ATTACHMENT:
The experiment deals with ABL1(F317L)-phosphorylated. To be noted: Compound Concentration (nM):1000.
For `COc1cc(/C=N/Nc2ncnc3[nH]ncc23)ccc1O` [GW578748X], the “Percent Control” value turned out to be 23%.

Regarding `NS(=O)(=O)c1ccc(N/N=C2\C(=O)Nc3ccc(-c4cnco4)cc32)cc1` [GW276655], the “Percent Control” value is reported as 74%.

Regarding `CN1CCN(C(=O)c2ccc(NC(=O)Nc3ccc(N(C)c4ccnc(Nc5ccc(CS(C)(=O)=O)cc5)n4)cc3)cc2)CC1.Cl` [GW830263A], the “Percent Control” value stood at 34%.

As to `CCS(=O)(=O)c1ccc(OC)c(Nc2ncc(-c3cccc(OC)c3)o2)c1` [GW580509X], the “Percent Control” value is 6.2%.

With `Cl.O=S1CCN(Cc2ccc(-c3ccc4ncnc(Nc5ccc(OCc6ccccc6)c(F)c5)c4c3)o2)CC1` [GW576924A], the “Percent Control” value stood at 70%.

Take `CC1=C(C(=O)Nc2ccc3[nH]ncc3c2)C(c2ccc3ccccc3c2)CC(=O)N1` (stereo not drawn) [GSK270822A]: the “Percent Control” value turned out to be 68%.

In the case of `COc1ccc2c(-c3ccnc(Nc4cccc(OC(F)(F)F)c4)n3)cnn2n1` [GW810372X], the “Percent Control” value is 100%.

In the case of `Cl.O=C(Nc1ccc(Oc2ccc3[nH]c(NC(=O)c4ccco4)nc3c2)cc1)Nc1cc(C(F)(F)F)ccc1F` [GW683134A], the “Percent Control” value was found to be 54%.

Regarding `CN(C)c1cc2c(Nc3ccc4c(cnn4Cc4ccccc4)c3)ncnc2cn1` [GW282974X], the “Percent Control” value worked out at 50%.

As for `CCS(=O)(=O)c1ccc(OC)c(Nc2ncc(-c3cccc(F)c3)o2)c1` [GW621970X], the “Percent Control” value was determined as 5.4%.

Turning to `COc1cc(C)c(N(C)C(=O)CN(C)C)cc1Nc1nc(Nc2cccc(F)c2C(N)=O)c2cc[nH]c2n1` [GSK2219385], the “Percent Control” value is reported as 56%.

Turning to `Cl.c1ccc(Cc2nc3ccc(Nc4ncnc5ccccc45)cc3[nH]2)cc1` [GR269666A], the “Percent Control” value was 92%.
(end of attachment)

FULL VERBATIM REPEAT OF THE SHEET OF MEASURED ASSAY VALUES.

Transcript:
The experiment deals with ABL1(F317L)-phosphorylated. To be noted: Compound Concentration (nM):1000.
For `COc1cc(/C=N/Nc2ncnc3[nH]ncc23)ccc1O` [GW578748X], the “Percent Control” value turned out to be 23%.

Regarding `NS(=O)(=O)c1ccc(N/N=C2\C(=O)Nc3ccc(-c4cnco4)cc32)cc1` [GW276655], the “Percent Control” value is reported as 74%.

Regarding `CN1CCN(C(=O)c2ccc(NC(=O)Nc3ccc(N(C)c4ccnc(Nc5ccc(CS(C)(=O)=O)cc5)n4)cc3)cc2)CC1.Cl` [GW830263A], the “Percent Control” value stood at 34%.

As to `CCS(=O)(=O)c1ccc(OC)c(Nc2ncc(-c3cccc(OC)c3)o2)c1` [GW580509X], the “Percent Control” value is 6.2%.

With `Cl.O=S1CCN(Cc2ccc(-c3ccc4ncnc(Nc5ccc(OCc6ccccc6)c(F)c5)c4c3)o2)CC1` [GW576924A], the “Percent Control” value stood at 70%.

Take `CC1=C(C(=O)Nc2ccc3[nH]ncc3c2)C(c2ccc3ccccc3c2)CC(=O)N1` (stereo not drawn) [GSK270822A]: the “Percent Control” value turned out to be 68%.

In the case of `COc1ccc2c(-c3ccnc(Nc4cccc(OC(F)(F)F)c4)n3)cnn2n1` [GW810372X], the “Percent Control” value is 100%.

In the case of `Cl.O=C(Nc1ccc(Oc2ccc3[nH]c(NC(=O)c4ccco4)nc3c2)cc1)Nc1cc(C(F)(F)F)ccc1F` [GW683134A], the “Percent Control” value was found to be 54%.

Regarding `CN(C)c1cc2c(Nc3ccc4c(cnn4Cc4ccccc4)c3)ncnc2cn1` [GW282974X], the “Percent Control” value worked out at 50%.

As for `CCS(=O)(=O)c1ccc(OC)c(Nc2ncc(-c3cccc(F)c3)o2)c1` [GW621970X], the “Percent Control” value was determined as 5.4%.

Turning to `COc1cc(C)c(N(C)C(=O)CN(C)C)cc1Nc1nc(Nc2cccc(F)c2C(N)=O)c2cc[nH]c2n1` [GSK2219385], the “Percent Control” value is reported as 56%.

Turning to `Cl.c1ccc(Cc2nc3ccc(Nc4ncnc5ccccc45)cc3[nH]2)cc1` [GR269666A], the “Percent Control” value was 92%.